Brad Templeton: Searching For a Better Battery

A breakthrough in battery technology would spark a wave of exciting tech innovations.

Brad Templeton: One of the biggest barriers in making computers faster is how much power they consume. And in fact, one thing that stopped your computer from having a faster clock rate, where it used to be it was another gigahertz every year you double that clock rate, is that that requires a lot of energy. And it's so much that your chips would melt if we ran them a lot faster. And if you looked inside a modern desktop computer you've probably seen it's got a big tower with silver veins and fan blowing on it. That's to get all the heat out. And that's making it hard to make the desktop computers faster. In your pocket you're limited by what the battery can do. And we have had better battery chemistries over time, but again this is an area where breakthroughs are needed for cars, as well as for devices we have in our pockets, and even for storing power that's generated from the power grid. We really would love to switch to renewal power like solar and wind, but the problem is that these only come when the sun is shining or the wind is blowing and so you need to store the power to use at a later time and that's actually a pretty difficult challenge. Batteries are one potential way to do it, pumping water uphill is a way to do it if you have reservoirs, but that itself presents its own some challenge.

Now when you get down to the battery you've probably, if you've ever looked inside a modern phone, that is if you have one you can open anymore, you've probably seen that most of that phone is actually the battery. That's the thing which is giving you all the weight. It's the thing that makes an iPad hard to hold in your hands because it's got a big heavy battery. We would love to see improvement in that. There are lots of things in the lab, but there's a pretty important rule that people have come to understand. When someone tells you "I can do this in the lab. I can make it for a dollar a kilogram." Or whatever it is the price they think they can do, the correct answer says "Okay I'll order a bunch." And then I'll say "Oh wait I can't actually deliver them to you." So you have to really make it commercializiable before you can say you have it and that hasn't happened yet.

Directed / Produced by Jonathan Fowler, Elizabeth Rodd, and Dillon Fitton

 

In this day and age, we and our gadgets are limited by the archaic ways we store our power. Tech guru Brad Templeton explains that a breakthrough in battery technology would spark an exciting wave of innovation and enable the future of computing to be realized.

The strange case of the dead-but-not-dead Tibetan monks

For some reason, the bodies of deceased monks stay "fresh" for a long time.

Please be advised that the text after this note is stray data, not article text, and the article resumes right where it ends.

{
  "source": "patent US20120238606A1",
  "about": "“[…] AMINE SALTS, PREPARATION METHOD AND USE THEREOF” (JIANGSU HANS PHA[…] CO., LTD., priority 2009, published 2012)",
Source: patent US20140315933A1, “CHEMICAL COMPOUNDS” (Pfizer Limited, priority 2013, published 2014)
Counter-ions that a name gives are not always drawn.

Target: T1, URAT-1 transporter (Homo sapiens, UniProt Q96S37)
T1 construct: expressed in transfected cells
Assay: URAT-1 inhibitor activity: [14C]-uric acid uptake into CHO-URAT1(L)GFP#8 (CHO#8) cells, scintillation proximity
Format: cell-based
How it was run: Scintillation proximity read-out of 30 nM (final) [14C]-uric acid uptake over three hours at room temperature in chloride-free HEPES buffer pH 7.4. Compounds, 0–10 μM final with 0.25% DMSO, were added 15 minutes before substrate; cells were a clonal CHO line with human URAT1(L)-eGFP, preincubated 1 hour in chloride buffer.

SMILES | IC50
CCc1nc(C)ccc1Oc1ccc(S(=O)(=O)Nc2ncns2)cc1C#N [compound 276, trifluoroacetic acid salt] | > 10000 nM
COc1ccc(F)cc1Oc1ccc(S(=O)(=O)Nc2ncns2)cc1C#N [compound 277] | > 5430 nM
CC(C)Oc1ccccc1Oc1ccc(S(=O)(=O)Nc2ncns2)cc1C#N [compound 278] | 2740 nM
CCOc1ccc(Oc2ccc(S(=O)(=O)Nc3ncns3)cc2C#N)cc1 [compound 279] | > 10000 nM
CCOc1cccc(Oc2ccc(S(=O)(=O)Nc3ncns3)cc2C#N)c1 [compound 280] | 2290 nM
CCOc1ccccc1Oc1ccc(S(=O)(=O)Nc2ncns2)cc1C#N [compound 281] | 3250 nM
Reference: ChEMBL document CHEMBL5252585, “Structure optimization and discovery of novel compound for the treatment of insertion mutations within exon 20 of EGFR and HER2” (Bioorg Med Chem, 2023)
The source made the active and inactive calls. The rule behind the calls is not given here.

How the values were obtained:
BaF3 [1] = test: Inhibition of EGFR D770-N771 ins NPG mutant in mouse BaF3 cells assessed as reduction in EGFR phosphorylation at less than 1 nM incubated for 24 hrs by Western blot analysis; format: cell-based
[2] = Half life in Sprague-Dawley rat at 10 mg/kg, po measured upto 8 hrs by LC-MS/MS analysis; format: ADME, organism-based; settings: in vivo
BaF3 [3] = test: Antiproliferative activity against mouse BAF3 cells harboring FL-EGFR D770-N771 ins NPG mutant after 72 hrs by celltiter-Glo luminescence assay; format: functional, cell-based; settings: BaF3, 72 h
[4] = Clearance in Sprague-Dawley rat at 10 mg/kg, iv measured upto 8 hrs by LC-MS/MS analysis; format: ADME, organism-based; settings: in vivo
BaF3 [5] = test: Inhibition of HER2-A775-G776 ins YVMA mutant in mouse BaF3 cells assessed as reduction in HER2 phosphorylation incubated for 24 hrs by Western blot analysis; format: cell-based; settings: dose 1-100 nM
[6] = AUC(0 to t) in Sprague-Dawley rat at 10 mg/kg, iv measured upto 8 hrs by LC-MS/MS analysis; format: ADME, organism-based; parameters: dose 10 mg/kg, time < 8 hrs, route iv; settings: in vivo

Credit: MICHEL/Adobe Stock
Surprising Science
  • The bodies of some Tibetan monks remain "fresh" after what appears to be their death.
  • Their fellow monks say they're not dead yet but in a deep, final meditative state called "thukdam."
  • Science has not found any evidence of lingering EEG activity after death in thukdam monks.
  • Keep reading Show less

    What do Olympic gymnasts and star-forming clouds have in common?

    When Olympic athletes perform dazzling feats of athletic prowess, they are using the same principles of physics that gave birth to stars and planets.

    Credit: sportpoint via Adobe Stock
    13-8
    • Much of the beauty of gymnastics comes from the physics principle called the conservation of angular momentum.
    • Conservation of angular momentum tells us that when a spinning object changes how its matter is distributed, it changes its rate of spin.
    • Conservation of angular momentum links the formation of planets in star-forming clouds to the beauty of a gymnast's spinning dismount from the uneven bars.
    Keep reading Show less

    3,000-pound Triceratops skull unearthed in South Dakota

    "You dream about these kinds of moments when you're a kid," said lead paleontologist David Schmidt.

    Credit: David Schmidt / Westminster College
    Surprising Science
    • The triceratops skull was first discovered in 2019, but was excavated over the summer of 2020.
    • It was discovered in the South Dakota Badlands, an area where the Triceratops roamed some 66 million years ago.
    • Studying dinosaurs helps scientists better understand the evolution of all life on Earth.
    Keep reading Show less

    Of spies and wars: the secret history of tea

    How the British obsession with tea triggered wars, led to bizarre espionage, and changed the world — many times.

    Credit: Content Pixie via Unsplash
    Culture & Religion
    • Today, tea is the single most popular drink worldwide, with a global market that outstrips all the nearest rivals combined.
    • The British Empire went to war over tea, ultimately losing its American colonies and twice beating the Chinese in the "Opium Wars."
    • The British desire to secure homegrown tea resulted in their sending botanist Robert Fortune on a Hollywood-worthy mission to secure Chinese tea plants and steal horticultural secrets.
    Keep reading Show less
    Quantcast